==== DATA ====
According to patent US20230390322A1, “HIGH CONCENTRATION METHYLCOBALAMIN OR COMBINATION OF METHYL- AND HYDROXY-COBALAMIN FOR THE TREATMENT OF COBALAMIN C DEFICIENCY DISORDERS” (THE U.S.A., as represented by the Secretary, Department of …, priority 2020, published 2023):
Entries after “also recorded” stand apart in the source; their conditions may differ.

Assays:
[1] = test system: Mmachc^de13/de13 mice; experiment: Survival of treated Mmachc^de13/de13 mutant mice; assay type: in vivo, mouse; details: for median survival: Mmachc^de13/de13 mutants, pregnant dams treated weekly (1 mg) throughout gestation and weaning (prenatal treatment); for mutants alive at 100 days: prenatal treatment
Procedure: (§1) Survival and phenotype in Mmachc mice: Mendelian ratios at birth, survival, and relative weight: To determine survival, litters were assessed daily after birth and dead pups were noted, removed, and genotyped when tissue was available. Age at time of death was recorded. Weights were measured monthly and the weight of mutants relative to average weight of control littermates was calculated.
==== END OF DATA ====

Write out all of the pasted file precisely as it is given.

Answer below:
According to patent US20230390322A1, “HIGH CONCENTRATION METHYLCOBALAMIN OR COMBINATION OF METHYL- AND HYDROXY-COBALAMIN FOR THE TREATMENT OF COBALAMIN C DEFICIENCY DISORDERS” (THE U.S.A., as represented by the Secretary, Department of …, priority 2020, published 2023):
Entries after “also recorded” stand apart in the source; their conditions may differ.

Assays:
[1] = test system: Mmachc^de13/de13 mice; experiment: Survival of treated Mmachc^de13/de13 mutant mice; assay type: in vivo, mouse; details: for median survival: Mmachc^de13/de13 mutants, pregnant dams treated weekly (1 mg) throughout gestation and weaning (prenatal treatment); for mutants alive at 100 days: prenatal treatment
Procedure: (§1) Survival and phenotype in Mmachc mice: Mendelian ratios at birth, survival, and relative weight: To determine survival, litters were assessed daily after birth and dead pups were noted, removed, and genotyped when tissue was available. Age at time of death was recorded. Weights were measured monthly and the weight of mutants relative to average weight of control littermates was calculated.